MGNREGS for the environment
In fact, of the 260 ‘combinations’ of work that are possible under the MGNREGS, 181 relate to natural resources management and 164 to agriculture and allied activities. In April 2020, researchers of the World Resources Institute (WRI) wrote that most of these are “critical from the perspective of climate resilience”.
The government funds that MGNREGS brings to rural India can also help the country transition to climate-resilient development in a cost-effective manner, since 70% of India’s population still lives in rural areas, they added.
Could this mean MGNREGS work could be systematically organised to help with restorative work vis-à-vis ecosystems and climate resilience? The answer may not be straightforward.
The WRI group cited the example of the Dhara Vikas Project that Sikkim implemented in 2008. Here, the state’s rural development department used local expertise, MGNREGS and funding from the National Adaptation Fund for Climate Change to enhance water security and rejuvenate springs in drought-prone areas.
According to the group, this was an “excellent example” of how MGNREGS can help “mainstream climate resilience and adaptation into development”.
However, formally incorporating climate resilience outcomes into a scheme already so well-established and oriented towards a related yet still distinct goal is a different ball-game.
Climate resilience also requires integrating climate information, adopting low-carbon technologies and creating resilient infrastructure. On top of this, the way we measure existing projects will have to pivot from, say, public convenience to ecological benefit, and these two outcomes don’t always overlap.
In fact, Anjor Bhaskar, who teaches economics at the Azim Premji University, Bengaluru, cautioned that it is often difficult to quantify the environmental impact of a MGNREGS activity or understand its proper place in the broader context of activities in which the activity is situated.
Studies that examine the construction of tanks as an environmental benefit only consider its groundwater recharge and availability of water for irrigation as its positive impacts, Bhasker and his co-authors wrote in a 2017 study. “Its impact upon atmospheric emissions arising from the production and transportation of materials used in its construction or from the use of motors to extract water for irrigation is, however, ignored,” they noted.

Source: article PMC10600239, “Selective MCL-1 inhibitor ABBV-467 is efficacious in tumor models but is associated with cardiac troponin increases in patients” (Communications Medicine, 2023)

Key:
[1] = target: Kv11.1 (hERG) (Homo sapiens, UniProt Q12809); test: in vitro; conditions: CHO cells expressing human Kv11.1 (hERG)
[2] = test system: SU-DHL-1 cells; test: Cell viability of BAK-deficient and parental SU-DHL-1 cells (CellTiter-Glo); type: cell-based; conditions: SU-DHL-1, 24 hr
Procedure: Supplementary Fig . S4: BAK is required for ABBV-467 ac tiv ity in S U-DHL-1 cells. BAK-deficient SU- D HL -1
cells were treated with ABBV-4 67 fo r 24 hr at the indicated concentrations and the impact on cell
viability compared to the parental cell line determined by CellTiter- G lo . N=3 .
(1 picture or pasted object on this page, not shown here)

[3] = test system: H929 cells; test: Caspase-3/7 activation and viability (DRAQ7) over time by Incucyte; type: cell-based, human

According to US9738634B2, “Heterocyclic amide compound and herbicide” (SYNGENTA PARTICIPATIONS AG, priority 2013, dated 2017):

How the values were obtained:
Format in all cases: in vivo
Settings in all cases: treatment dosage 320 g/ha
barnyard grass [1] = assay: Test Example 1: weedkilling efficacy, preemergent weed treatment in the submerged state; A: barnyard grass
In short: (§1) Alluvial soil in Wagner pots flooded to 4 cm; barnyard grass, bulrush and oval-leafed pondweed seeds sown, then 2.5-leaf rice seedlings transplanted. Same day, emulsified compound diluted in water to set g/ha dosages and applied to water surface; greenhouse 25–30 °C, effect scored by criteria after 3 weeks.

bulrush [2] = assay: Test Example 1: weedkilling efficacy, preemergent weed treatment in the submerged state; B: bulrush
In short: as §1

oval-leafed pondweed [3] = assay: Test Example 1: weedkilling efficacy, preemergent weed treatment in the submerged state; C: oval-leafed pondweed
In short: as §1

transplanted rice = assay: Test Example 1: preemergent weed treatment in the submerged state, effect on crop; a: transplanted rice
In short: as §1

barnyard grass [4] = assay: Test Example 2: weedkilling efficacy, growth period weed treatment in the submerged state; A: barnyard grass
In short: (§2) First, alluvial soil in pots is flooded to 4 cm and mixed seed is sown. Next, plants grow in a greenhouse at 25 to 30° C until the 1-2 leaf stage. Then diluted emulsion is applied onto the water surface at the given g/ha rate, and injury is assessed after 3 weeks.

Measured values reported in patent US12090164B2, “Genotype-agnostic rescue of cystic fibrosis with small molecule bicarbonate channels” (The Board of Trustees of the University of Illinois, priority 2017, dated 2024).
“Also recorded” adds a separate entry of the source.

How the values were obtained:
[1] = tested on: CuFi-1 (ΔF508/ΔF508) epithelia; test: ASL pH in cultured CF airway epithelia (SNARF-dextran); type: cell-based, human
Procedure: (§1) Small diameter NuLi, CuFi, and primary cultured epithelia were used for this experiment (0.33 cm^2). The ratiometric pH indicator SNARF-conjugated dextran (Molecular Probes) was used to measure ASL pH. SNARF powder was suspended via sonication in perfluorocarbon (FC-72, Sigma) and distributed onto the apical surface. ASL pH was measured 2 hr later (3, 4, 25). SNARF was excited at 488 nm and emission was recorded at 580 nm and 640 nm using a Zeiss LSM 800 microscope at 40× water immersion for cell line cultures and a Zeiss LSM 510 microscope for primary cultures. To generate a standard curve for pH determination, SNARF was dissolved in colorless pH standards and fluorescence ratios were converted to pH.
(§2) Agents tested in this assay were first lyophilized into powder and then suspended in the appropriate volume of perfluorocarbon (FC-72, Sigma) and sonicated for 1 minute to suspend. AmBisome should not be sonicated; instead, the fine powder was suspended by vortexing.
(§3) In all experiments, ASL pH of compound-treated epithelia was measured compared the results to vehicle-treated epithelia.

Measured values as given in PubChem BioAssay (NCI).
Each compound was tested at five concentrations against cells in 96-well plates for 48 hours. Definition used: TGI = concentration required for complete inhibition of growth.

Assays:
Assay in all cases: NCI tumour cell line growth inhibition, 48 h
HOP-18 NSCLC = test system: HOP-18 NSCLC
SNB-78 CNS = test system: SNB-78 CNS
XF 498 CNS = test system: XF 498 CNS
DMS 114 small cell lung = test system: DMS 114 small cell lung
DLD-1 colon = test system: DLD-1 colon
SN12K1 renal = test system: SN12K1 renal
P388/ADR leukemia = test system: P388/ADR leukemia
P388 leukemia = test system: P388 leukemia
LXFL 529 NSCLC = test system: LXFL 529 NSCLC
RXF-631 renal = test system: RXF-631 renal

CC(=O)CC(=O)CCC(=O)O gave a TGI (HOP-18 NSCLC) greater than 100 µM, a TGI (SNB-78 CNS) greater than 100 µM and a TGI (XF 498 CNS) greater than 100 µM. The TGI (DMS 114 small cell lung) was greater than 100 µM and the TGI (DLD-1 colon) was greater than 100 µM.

They found that on the whole, MGNREGA work is ‘green’ and some activities undertaken as part of it do ensure an “overall improvement” in environmental parameters. But several other activities – like building roads and wells – are actually not ‘environmental’ at all.
‘Huge but untapped potential’
This said, there is “no doubt” that there is a huge potential for environmental restoration through the scheme, Bhaskar said. “But that potential is not being realised, and there are three reasons why.”
First, MGNREGS doesn’t focus on restoring ecosystems. It is foremost a social-security scheme. Second, there is no technical expertise within the MGNREGS framework to design and implement activities that promote environmental restoration. According to Bhaskar, civil engineers currently design infrastructural assets that need to be built under the scheme.
Third, because MGNREGS doesn’t focus on environmental restoration, it doesn’t set the corresponding targets to help people work towards different outcomes.
“Our bureaucracies are good at achieving quantifiable targets such as expenditures, person-days generated, etc.,” Bhaskar said. “In the absence of quantifiable environmental targets, environmental goals get sidelined entirely.”
Currently, each gram sabha decides what infrastructural assets its corresponding village needs. But it doesn’t identify environmental issues people face and then determine the appropriate steps to address them. For example, if locals complain about a low water-table, the target would be to, say, raise the water table through the cheapest, quickest or most efficient way in a fixed span of time, and move on.
Nonetheless, the WRI group wrote, climate resilience could be brought into the MGNREGS framework by building the capacity of panchayats to consider and implement eco-friendly solutions, and that this in turn could render MGNREGS a “very useful tool” to build a more climate-resilient India.